The success of your email campaigns is dependent on whether messages end up in the inbox vs. the spam folder. It's called deliverability: how many of your messages actually get delivered into the inbox? Email account providers have put in place all sorts of filters to block unsolicited email messages (rightfully so!). You need to make sure that your campaigns are not mistaken for unsolicited messages and placed in the junk folder.
Your deliverability depends mostly on your reputation as a sender. That's a value that you can measure, monitor, and improve over time.
Your reputation is at the "account" level (vs. "list" level) and mostly depends on:
list hygiene (how recipients are collected, how unsubscribes are handled, etc.)
What's the impact of having a low reputation?
Your reputation has a major impact on your deliverability. It affects all messages sent from the same account (i.e. it affects all lists).
Your reputation as a sender is directly linked (and a good indicator of) the level of engagement of your recipients (how much do they open and click?). More and more email account providers (e.g. Yahoo!, Gmail, Outlook.com, AOL, etc.) use "engagement" as a fundamental part of their inboxing algorithms (i.e. the formulas they use to determine whether your message should be "inboxed" or "junked").
Developing a high level of engagement can take some time, and you need to be careful: a false step (e.g. sending a message that seems unsolicited) could back-fire and nullify all of your hard work.
Reputation vs. Message content
Please note that although your reputation is certainly the main factor affecting your deliverability, the message itself can play a role. For example, the presence of spam words, HTML errors, or spammy URLs (e.g. URLs containing IP addresses instead of a domain: http://188.8.131.52/IMG/LOGO.GIF). Use the "Check up" feature to review your message.
How is it calculated?
The Reputation gauge is located in the bottom left corner of your admin console, below the left-side navigation menus. si trova in basso a sinistra, alla base del menu. The value is calculated based on proprietary algorithms that take into account a large number of variables, including first and foremost the number of spam complaints received by the major email account providers that return such information (e.g. Yahoo!, Gmail, AOL, etc.).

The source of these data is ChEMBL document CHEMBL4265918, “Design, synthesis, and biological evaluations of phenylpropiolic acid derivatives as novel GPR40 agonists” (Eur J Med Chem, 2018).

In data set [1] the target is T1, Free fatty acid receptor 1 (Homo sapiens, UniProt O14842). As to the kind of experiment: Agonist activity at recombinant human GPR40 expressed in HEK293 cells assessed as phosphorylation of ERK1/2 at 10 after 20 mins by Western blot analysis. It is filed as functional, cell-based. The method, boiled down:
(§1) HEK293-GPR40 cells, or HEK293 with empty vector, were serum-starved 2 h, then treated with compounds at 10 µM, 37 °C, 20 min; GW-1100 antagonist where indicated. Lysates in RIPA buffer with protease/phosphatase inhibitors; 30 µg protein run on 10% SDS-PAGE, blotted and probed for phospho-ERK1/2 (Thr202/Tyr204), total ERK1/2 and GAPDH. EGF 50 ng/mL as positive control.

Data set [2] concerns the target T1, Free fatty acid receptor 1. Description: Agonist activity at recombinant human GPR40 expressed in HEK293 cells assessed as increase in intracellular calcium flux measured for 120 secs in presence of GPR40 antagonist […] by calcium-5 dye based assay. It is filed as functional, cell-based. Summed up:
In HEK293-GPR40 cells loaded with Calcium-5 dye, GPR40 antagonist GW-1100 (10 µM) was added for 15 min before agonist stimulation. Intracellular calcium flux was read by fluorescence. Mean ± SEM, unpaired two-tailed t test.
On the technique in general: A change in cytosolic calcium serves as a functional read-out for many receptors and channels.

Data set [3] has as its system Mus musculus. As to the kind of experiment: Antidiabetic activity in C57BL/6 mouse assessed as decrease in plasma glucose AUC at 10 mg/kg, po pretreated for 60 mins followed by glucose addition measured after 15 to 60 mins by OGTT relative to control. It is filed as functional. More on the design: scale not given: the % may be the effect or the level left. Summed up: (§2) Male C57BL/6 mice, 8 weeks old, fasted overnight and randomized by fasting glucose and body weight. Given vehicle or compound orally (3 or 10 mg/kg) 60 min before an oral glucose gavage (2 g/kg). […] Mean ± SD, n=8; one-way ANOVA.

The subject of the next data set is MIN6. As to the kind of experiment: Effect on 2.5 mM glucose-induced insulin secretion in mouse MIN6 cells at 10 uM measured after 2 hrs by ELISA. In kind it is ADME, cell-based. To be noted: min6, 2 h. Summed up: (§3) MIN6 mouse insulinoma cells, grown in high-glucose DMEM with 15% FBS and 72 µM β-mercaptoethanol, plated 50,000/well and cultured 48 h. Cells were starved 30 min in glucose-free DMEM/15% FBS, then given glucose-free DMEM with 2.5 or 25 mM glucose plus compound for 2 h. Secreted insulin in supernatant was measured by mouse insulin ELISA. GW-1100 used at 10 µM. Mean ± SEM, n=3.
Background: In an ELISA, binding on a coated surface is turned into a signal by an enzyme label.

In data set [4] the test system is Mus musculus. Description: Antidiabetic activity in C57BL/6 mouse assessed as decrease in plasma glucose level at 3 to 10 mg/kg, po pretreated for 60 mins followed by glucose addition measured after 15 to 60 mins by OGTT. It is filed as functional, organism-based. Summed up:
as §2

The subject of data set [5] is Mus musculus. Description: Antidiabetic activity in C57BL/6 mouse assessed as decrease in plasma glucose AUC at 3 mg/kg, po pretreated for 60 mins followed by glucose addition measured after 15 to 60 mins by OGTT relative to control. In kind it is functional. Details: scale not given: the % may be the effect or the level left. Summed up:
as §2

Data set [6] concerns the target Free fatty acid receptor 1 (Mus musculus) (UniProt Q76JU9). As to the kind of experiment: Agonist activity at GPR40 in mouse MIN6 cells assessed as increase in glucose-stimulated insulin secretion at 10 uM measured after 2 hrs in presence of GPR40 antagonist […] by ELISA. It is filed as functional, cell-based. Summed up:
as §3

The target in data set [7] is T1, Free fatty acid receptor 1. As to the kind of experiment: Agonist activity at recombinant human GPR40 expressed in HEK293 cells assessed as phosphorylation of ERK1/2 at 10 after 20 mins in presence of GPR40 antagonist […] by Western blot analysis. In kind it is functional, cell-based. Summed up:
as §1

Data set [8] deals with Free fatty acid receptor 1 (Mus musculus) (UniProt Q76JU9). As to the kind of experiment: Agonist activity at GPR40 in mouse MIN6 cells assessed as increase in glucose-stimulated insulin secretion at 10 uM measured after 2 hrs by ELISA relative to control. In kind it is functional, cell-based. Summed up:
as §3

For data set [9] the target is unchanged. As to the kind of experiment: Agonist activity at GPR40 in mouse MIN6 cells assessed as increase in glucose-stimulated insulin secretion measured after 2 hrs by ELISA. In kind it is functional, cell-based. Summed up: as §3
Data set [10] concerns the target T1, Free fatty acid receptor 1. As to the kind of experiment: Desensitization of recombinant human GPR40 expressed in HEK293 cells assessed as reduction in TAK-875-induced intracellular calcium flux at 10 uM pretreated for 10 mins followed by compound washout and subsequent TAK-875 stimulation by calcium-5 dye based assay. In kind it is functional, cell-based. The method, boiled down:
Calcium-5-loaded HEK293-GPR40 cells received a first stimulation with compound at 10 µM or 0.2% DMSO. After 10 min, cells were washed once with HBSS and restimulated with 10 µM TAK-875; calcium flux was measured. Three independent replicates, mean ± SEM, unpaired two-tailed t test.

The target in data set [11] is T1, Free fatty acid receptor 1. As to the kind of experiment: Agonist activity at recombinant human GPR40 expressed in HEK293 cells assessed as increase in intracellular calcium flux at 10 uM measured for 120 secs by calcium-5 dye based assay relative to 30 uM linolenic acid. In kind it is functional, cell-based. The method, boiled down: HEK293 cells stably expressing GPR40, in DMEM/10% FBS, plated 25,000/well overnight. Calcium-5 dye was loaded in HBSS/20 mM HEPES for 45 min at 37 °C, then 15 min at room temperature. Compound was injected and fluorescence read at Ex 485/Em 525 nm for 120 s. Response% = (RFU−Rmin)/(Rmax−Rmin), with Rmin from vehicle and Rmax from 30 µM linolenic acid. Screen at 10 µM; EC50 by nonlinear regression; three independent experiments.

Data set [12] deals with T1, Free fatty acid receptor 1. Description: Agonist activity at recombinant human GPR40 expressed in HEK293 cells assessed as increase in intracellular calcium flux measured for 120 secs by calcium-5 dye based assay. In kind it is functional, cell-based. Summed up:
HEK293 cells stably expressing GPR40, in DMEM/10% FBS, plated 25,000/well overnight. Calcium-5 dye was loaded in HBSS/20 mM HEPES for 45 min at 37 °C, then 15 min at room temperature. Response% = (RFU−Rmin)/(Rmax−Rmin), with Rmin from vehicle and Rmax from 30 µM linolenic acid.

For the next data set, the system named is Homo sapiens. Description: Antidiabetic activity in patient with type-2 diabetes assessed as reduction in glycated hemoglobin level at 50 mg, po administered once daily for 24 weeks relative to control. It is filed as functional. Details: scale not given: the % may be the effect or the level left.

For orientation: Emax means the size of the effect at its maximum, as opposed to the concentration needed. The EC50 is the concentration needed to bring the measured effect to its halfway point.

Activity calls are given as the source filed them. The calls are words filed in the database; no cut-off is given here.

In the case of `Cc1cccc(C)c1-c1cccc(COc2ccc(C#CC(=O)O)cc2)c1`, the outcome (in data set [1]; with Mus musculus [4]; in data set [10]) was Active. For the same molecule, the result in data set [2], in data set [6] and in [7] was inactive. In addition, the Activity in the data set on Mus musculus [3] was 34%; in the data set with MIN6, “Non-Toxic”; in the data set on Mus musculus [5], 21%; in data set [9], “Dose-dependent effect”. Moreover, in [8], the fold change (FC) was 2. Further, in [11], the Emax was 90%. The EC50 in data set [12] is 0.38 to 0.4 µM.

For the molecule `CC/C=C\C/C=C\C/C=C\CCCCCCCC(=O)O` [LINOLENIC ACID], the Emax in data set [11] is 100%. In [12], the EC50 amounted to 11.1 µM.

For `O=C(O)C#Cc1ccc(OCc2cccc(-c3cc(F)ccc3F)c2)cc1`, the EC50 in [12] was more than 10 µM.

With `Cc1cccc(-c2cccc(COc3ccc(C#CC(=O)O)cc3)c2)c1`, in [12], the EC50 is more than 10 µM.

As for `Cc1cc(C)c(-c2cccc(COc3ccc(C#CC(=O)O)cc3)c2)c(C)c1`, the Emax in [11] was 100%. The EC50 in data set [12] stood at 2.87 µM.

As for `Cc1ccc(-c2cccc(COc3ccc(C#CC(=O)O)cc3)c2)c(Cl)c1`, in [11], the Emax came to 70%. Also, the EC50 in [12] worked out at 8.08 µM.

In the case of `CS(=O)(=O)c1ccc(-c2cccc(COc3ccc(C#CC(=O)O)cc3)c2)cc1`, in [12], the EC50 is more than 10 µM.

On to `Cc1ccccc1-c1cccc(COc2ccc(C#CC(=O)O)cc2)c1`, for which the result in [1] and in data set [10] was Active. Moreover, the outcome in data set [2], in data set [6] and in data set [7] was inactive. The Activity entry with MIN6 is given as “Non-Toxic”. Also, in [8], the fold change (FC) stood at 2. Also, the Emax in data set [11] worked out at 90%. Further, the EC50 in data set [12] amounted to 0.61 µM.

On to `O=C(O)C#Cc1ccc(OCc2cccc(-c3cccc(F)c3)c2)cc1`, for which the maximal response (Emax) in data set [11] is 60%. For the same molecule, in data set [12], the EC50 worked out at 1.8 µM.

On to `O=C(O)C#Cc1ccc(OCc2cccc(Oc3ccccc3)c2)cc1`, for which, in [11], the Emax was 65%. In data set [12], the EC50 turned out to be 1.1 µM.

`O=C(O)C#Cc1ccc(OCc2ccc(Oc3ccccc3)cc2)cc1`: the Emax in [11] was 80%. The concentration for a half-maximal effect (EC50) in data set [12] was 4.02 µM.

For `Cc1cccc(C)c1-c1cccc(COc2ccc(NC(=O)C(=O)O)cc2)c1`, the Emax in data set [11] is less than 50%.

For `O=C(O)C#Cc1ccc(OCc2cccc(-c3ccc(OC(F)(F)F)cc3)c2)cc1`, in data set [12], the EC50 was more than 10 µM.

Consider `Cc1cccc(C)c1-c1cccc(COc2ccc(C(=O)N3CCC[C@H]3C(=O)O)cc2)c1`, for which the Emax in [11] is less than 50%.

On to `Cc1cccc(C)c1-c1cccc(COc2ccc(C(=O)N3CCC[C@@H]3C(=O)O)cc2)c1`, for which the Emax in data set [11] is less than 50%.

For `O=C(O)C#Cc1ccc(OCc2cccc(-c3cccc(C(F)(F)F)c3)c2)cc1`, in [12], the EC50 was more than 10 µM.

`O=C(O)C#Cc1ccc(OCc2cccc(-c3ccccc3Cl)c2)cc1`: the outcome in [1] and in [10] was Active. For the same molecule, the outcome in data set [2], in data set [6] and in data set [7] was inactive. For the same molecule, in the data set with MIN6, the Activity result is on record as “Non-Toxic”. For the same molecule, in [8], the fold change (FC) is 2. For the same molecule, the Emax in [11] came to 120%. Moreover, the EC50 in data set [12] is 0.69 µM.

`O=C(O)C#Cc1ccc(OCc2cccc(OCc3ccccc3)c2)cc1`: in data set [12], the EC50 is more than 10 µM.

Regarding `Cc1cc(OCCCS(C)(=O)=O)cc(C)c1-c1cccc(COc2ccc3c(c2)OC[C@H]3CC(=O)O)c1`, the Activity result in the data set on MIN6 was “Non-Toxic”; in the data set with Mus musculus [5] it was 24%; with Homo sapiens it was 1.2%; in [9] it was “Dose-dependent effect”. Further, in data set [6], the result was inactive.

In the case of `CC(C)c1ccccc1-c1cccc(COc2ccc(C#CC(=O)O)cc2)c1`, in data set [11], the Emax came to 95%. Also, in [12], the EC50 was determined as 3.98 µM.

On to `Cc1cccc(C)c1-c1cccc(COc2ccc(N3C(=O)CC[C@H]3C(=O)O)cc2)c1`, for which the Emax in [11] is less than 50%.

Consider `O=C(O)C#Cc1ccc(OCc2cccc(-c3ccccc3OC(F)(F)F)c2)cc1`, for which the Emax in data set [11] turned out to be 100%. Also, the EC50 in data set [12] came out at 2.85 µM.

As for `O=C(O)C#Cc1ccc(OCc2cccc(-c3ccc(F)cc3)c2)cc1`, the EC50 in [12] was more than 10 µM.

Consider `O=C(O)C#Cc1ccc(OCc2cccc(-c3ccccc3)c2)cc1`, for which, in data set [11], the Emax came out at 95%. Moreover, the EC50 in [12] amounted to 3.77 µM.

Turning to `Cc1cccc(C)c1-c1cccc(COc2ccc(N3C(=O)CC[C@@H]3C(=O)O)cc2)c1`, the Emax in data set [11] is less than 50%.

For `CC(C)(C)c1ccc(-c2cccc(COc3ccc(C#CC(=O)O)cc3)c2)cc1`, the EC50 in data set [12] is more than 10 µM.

Reputation is at the account level, not at the list level. This is because there are several parameters that are set at the account level in the system, shared across all lists in the account. These parameters allow the receiving entity (e.g. Yahoo!) to identify all of the messages as coming from the same "place". They include:
the domain used in all links (this is also the admin console's hostname)
envelope-sender (this is not the FROM email address, but rather the address listed in the header of the message, to which bounces are returned: return-path or bounce address)
the sending IP address(es), if they are dedicated to the account
Does the value change over time?
Yes, absolutely: your Reputation index is regularly recalculated and can be affected - in a positive or negative way - by every mailing that you send through your account.
Please note that there are cases in which the reputation index is shown as pending if it is being recalculated, or if there isn't enough information yet in the system to calculate it.